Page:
In support, the Bureau of Planning and Sustainability proposed a set of new Zoning Code regulations to implement the Inclusionary Housing Program consistent with SB1533.

For more information, visit the Inclusionary Housing Program website and/or the Inclusionary Housing Zoning Code Project website.


A final message from Portland Mayor Charlie Hales

The Mayor reflects on the exciting work accomplished by the Bureau of Planning and Sustainability during his four-year term.

Portland Mayor Charlie Hales

As 2016 and my term come to an end, I’d like to say a few words about the exciting work we’ve accomplished with the Bureau of Planning and Sustainability.

It’s been incredibly satisfying to partner with Director Susan Anderson and her staff on so many groundbreaking projects. From the City’s new 2035 Comprehensive Plan to the globally recognized Climate Action Plan, these plans paved the way for many other outstanding planning and sustainability projects.

Accepting the C40 Cities Award in Mexico City for the best climate action plan was definitely a career highlight for me. It was no single individual effort, though; it was because of BPS staff and all of your hard work to turn these renowned climate and smart growth plans and policies into action.

Already we are checking off some significant actions from the Climate Action Plan “to-do” list, including:

  • A ban on new bulk fossil fuel terminals, another first for our city.  
  • A new Home Energy Score policy that requires home sellers to share information about their home’s energy use and costs.
  • Commercial Building Energy Reporting to help renters and buyers of commercial space make informed decisions while recognizing the most efficient buildings.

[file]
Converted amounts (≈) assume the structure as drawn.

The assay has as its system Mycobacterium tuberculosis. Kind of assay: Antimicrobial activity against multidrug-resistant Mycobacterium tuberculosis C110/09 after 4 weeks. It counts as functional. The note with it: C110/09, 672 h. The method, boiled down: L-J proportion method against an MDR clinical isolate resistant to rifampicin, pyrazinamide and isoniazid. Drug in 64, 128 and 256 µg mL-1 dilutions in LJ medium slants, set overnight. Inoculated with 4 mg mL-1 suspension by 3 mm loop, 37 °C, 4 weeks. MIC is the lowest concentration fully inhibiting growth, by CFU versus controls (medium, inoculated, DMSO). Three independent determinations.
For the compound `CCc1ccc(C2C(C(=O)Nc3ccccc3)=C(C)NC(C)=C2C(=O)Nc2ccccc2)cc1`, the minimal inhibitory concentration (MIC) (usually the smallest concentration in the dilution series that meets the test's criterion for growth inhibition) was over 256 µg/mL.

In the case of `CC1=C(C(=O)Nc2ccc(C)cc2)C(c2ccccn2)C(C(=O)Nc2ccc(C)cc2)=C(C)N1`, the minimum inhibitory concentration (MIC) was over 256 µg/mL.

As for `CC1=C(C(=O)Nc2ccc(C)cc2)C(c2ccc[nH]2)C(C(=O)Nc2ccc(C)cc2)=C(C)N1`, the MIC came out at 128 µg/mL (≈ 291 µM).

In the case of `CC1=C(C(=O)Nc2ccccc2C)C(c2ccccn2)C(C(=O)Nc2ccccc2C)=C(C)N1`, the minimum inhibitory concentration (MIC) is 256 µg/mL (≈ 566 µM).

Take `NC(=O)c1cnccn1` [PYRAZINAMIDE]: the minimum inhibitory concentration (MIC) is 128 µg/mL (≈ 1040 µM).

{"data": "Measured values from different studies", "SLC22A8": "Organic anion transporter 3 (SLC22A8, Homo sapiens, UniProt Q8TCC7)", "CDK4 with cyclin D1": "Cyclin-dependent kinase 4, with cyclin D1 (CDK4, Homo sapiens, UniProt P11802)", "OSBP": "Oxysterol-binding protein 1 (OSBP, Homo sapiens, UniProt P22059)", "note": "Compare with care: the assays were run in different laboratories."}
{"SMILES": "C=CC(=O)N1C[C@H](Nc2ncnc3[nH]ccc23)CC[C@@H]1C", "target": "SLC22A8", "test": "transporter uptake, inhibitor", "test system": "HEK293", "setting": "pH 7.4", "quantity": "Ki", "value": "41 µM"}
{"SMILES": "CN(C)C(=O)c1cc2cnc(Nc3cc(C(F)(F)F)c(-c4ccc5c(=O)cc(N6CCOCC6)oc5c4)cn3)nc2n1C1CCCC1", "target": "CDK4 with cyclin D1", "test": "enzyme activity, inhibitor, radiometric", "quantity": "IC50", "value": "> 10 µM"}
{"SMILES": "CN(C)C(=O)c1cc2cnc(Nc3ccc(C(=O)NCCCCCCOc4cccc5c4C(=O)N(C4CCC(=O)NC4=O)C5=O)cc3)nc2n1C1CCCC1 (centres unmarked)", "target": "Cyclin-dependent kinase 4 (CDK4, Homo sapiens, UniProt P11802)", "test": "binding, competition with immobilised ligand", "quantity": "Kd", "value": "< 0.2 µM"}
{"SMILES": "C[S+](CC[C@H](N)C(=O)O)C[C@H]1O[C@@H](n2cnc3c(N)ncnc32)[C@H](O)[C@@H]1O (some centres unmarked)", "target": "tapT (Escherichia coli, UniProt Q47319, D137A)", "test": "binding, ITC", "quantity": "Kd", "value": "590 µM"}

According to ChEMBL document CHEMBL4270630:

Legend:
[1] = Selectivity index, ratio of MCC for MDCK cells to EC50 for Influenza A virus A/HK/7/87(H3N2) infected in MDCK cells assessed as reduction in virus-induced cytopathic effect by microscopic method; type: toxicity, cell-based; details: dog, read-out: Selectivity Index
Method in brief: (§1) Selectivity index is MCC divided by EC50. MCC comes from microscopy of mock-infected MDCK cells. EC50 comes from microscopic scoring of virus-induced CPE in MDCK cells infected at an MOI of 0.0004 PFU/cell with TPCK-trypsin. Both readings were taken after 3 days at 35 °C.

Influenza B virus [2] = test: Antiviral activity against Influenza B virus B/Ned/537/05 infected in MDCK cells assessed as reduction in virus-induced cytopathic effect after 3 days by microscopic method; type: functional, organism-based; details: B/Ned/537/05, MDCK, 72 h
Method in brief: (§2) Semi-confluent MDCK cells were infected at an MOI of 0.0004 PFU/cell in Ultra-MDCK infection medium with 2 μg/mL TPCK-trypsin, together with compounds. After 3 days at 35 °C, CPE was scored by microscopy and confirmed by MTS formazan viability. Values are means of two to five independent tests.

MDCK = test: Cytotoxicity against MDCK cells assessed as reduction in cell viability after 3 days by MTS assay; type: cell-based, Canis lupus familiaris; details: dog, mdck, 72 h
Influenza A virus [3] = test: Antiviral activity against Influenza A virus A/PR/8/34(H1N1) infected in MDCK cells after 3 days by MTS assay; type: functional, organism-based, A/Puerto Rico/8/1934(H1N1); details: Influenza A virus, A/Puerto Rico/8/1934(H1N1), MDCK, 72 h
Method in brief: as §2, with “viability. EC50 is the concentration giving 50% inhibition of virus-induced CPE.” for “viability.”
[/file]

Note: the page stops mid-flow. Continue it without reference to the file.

• An Electric Vehicle Strategy that focuses on converting the remaining City vehicles on the road to electric vehicles.
  • New solar panels on City-owned buildings that doubled the amount of solar power we can generate.

At the same time, housing supply and affordability reached crisis levels this past year, and the City and BPS responded with the tools at our disposal. We increased the number of mass shelters and the beds they can accommodate to meet the needs of people experiencing homelessness. We created new rules requiring older homes to be deconstructed rather than demolished. Through the Residential Infill Project, we’re protecting our neighborhoods with new proposals for single-dwelling zones that will reduce the scale of new homes and additions, and create more housing choices for households of different sizes, needs and preferences. And we responded to state legislation authorizing local governments to create inclusionary housing programs with new rules to support housing developers as they build more affordable units.

On climate and housing, we’ve made great strides.

But it’s no secret that I have a strong inner planner. And I think this has made my partnership with BPS incredibly fruitful as we prepare for a quarter million more people over the next 20 years. The team that worked on the 2035 Comprehensive Plan included many people, from land use and economic planners, demographers and communicators, equity and public involvement specialists, district liaisons and an award winning GIS team (for the Map App). Portland is lucky to have some of the best planners in the country — and we’re blessed to have some of the most committed civic leaders, like the all-volunteer members of the Planning and Sustainability Commission, and community members who provided over 10,000 pieces of testimony on every aspect of this landmark plan.

City Council will next turn its attention to the Central City 2035 Plan in early 2017. Portland’s urban core is the city’s biggest neighborhood, and BPS is working to ensure that it becomes even more accessible, vibrant, walkable, bikable and full of amenities. In line with Portland’s other award-winning plans, CC2035 promises to take Portland’s city center well into the 21st century.

I’d say we’ve had a pretty good run. I’ll count my four years working with the infinitely intelligent and passionate people of BPS as some of my very best. Thank you for helping to make Portland an even better place to live, work and play — today and for the next generation.

Happy Holidays!

Charlies Hales
Mayor, City of Portland